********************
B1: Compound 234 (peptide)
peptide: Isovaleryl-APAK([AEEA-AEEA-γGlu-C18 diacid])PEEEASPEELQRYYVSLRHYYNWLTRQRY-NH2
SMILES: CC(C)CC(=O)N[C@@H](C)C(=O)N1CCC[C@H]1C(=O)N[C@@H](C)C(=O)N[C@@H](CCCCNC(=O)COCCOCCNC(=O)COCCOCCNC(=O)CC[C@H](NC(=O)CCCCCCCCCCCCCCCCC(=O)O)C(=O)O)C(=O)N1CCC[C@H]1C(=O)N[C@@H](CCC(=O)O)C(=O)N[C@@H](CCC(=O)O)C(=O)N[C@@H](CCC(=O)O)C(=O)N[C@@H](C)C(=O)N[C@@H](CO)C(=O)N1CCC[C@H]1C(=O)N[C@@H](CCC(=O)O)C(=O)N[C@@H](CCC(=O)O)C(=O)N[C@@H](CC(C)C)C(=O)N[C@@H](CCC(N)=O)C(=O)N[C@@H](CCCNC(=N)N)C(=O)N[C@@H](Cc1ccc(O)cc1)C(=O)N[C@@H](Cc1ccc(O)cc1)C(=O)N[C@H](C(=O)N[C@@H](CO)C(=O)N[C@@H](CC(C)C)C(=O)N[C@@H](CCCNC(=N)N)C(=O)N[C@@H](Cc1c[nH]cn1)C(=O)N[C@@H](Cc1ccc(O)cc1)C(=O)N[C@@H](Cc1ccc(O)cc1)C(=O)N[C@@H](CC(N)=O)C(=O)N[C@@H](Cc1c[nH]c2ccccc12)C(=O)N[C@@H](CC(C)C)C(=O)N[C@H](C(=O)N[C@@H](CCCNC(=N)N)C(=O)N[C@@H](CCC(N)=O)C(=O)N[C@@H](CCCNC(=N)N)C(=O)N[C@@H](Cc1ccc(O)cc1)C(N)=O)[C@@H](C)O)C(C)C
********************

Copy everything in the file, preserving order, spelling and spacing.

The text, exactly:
B1: Compound 234 (peptide)
peptide: Isovaleryl-APAK([AEEA-AEEA-γGlu-C18 diacid])PEEEASPEELQRYYVSLRHYYNWLTRQRY-NH2
SMILES: CC(C)CC(=O)N[C@@H](C)C(=O)N1CCC[C@H]1C(=O)N[C@@H](C)C(=O)N[C@@H](CCCCNC(=O)COCCOCCNC(=O)COCCOCCNC(=O)CC[C@H](NC(=O)CCCCCCCCCCCCCCCCC(=O)O)C(=O)O)C(=O)N1CCC[C@H]1C(=O)N[C@@H](CCC(=O)O)C(=O)N[C@@H](CCC(=O)O)C(=O)N[C@@H](CCC(=O)O)C(=O)N[C@@H](C)C(=O)N[C@@H](CO)C(=O)N1CCC[C@H]1C(=O)N[C@@H](CCC(=O)O)C(=O)N[C@@H](CCC(=O)O)C(=O)N[C@@H](CC(C)C)C(=O)N[C@@H](CCC(N)=O)C(=O)N[C@@H](CCCNC(=N)N)C(=O)N[C@@H](Cc1ccc(O)cc1)C(=O)N[C@@H](Cc1ccc(O)cc1)C(=O)N[C@H](C(=O)N[C@@H](CO)C(=O)N[C@@H](CC(C)C)C(=O)N[C@@H](CCCNC(=N)N)C(=O)N[C@@H](Cc1c[nH]cn1)C(=O)N[C@@H](Cc1ccc(O)cc1)C(=O)N[C@@H](Cc1ccc(O)cc1)C(=O)N[C@@H](CC(N)=O)C(=O)N[C@@H](Cc1c[nH]c2ccccc12)C(=O)N[C@@H](CC(C)C)C(=O)N[C@H](C(=O)N[C@@H](CCCNC(=N)N)C(=O)N[C@@H](CCC(N)=O)C(=O)N[C@@H](CCCNC(=N)N)C(=O)N[C@@H](Cc1ccc(O)cc1)C(N)=O)[C@@H](C)O)C(C)C